Overall, do I think this coaching part of the One Drop program is helpful? Let me put it this way: If you find visits to a CDE helpful to your diabetes, you are going to love having a CDE a few taps away. If you find CDE visits an empty experience, you’ll get nothing out of this. Not surprising.
Rachel tells me the most common questions they get “revolve around food, carb counting, and low carb recipes.” Interesting, as One Drop is quite proud of their food library which features:
- Quick changes of serving sizes that automatically adjust the carb count
- An OMG-fast barcode reader that uses the phone’s built-in camera
- Real-world serving sizes, not ounces and grams
- Automatic adding of meal components
Quality questions for a CDE, to be sure, though noticeably whiskey-related questions about the food database didn’t seem to make the cut. Oh well.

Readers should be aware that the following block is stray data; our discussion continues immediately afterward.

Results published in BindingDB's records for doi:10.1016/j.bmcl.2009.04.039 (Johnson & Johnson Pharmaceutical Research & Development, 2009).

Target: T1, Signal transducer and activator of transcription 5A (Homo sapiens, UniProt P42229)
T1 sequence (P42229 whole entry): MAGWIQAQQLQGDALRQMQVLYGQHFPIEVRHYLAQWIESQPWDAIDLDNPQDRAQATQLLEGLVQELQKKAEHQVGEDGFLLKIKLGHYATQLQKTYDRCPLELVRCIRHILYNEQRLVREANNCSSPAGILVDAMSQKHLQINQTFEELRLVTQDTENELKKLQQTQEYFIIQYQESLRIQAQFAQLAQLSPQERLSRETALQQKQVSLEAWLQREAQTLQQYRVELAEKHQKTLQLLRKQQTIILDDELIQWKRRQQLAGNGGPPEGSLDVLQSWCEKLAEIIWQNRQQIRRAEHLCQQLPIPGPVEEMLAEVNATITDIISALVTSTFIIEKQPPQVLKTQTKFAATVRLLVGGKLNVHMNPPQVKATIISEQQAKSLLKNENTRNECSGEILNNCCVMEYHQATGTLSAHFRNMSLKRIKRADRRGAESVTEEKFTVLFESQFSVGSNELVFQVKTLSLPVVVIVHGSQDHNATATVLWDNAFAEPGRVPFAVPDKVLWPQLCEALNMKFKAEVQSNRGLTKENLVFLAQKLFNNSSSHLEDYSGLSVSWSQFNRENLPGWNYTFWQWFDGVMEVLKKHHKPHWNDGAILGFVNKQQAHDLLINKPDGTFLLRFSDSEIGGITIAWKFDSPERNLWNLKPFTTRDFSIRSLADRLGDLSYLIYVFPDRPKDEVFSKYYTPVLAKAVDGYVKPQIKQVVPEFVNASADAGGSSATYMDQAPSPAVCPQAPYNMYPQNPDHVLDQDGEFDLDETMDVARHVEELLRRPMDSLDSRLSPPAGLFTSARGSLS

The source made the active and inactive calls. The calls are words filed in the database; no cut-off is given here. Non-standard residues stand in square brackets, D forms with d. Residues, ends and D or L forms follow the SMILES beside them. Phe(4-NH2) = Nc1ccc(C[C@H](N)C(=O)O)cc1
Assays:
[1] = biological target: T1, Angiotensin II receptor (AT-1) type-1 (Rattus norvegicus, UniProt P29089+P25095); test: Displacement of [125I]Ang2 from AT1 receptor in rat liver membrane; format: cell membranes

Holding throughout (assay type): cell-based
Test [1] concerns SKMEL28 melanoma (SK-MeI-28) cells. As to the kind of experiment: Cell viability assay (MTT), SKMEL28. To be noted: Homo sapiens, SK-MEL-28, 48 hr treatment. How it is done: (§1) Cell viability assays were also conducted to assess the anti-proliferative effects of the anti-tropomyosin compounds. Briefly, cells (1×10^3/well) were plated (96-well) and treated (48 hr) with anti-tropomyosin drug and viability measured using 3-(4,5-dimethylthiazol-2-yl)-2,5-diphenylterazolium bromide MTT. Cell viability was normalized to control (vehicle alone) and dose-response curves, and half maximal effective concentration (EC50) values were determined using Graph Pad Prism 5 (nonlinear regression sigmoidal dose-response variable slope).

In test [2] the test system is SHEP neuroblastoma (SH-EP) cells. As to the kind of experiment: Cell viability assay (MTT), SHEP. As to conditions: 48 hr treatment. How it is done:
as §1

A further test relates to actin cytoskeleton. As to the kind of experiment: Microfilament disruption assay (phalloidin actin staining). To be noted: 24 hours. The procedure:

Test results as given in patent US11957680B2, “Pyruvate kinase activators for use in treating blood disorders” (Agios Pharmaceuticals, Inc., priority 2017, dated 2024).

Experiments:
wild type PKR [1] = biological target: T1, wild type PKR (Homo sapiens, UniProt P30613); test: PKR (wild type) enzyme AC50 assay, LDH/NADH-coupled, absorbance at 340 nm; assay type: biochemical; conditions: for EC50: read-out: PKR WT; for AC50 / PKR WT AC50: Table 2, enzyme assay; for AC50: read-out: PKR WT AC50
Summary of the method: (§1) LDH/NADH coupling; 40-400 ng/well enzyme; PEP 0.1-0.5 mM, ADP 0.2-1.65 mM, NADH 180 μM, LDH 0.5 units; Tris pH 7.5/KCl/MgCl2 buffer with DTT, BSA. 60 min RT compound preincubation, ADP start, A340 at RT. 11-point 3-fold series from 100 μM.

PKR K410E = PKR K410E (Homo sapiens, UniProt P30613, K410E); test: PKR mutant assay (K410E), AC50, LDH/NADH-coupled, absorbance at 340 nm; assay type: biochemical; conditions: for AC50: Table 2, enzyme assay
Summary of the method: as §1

An Offer You Can’t Refuse
One Drop isn’t covered by insurance. The One Drop Chrome meter kit will set you back about a hundred bucks (though there’s an online store discount for $79.95). A subscription to One Drop Premium costs $39.95 a month — $33.33 if you pre-purchase for the year. The subscription includes unlimited access to a CDE (you always get the same person so they can learn about you and you can get comfortable with them) and unlimited test strips.
You heard me.
Unlimited. Test. Strips.